Archive - March 6, 2009

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RPCV Tayler Travels the Back Roads to Beijing
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Launching the Peace Corps

RPCV Tayler Travels the Back Roads to Beijing

BOOK REVIEW Murderers in Mausoleums: Riding the Back Roads of Empire Between Moscow and Beijing by Jeffrey Tayler (Morocco 1988-90; PC/Staff Poland 1992, Uzbekistan 1992-93) Houghton Mifflin 2009 Reviewed by Michael Meyer (China 1995-97) As SARS crippled Beijing in 2003, a handful of fellow former Peace Corps China volunteers and I waited out the weeks with bad red wine and the fear that comes from being thirty and far from home, uncertain how to continue freelance writing when editors stopped buying stories that were not about the virus and its cover-up. The Moscow-based Atlantic correspondent Jeffrey Tayler provided unexpected succor then; we passed around his forward to Facing the Congo, a small masterpiece of an essay on existential angst and the desire to achieve something as a writer by age thirty-three — “the age of Christ!” according to the Russian saying. He accepted the challenge, and then some, setting off in . . .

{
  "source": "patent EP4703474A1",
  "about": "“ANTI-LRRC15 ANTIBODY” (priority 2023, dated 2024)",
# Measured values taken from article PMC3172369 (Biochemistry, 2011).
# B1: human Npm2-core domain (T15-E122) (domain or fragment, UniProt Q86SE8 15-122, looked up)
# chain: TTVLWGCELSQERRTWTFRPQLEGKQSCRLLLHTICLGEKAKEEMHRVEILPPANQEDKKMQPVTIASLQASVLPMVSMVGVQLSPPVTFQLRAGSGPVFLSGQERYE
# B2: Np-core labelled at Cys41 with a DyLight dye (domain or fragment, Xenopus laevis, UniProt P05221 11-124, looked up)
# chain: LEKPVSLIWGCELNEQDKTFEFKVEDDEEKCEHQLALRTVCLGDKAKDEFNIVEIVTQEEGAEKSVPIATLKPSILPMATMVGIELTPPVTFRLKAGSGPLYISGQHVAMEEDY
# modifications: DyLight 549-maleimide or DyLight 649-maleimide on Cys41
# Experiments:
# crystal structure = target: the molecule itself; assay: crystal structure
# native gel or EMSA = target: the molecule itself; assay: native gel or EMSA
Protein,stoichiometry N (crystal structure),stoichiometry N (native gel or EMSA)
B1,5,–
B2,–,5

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Launching the Peace Corps

To close out “Peace Corps Week” here’s a little history lesson on the beginnings of the agency for all the X,Y,Z Generations who ask, “how in the world did all of this happen?” Encouraged by over 25,000 letters responding to his call to serve abroad, Kennedy took immediate action to make the campaign promise a reality. He asked Shriver to direct a Peace Corps Task Force–the famous Mayflower Hotel gang–and within two months the task force had outlined “seven steps” to form the Peace Corps in a February 22, 1961 memorandum to Kennedy. This memo is interesting for several reasons. The first point Shriver made was that the Peace Corps should be established by an Executive Order within the Mutual Security Program. William Josephson, then the only lawyer in the ‘new’ Peace Corps was the principal author of the President’s Executive Order. [This is not entirely true for Shriver was . . .

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